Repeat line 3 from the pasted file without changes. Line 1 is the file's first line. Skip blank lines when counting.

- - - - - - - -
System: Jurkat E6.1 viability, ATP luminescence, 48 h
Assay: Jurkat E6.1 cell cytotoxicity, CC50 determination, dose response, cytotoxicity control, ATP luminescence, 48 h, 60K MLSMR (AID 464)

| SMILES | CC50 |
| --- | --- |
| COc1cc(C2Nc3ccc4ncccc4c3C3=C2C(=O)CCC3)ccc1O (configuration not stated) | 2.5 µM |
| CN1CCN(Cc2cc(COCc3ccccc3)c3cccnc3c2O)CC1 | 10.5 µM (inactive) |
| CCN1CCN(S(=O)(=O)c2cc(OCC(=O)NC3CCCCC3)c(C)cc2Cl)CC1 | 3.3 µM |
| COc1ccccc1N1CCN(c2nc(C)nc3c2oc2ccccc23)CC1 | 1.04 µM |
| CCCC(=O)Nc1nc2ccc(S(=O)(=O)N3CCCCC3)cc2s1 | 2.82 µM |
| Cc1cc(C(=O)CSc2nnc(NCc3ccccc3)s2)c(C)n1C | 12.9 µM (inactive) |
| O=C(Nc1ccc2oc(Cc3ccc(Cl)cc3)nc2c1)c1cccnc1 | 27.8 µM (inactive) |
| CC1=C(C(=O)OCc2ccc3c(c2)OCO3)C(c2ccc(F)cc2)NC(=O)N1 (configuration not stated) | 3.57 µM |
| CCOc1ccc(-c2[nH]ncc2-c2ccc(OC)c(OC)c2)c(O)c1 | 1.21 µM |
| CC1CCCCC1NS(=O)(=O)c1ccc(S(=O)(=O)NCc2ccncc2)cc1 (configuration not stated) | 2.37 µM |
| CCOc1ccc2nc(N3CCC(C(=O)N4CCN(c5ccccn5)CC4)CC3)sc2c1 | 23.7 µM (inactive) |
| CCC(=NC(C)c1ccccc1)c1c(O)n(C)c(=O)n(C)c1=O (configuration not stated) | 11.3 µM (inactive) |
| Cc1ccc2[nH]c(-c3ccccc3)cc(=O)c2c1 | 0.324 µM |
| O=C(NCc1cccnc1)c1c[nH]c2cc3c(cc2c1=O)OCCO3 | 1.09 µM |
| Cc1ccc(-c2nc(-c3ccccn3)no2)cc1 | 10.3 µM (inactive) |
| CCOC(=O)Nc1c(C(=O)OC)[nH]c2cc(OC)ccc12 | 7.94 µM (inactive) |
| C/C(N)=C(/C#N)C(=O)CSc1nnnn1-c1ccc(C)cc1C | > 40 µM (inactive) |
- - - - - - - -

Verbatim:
| SMILES | CC50 |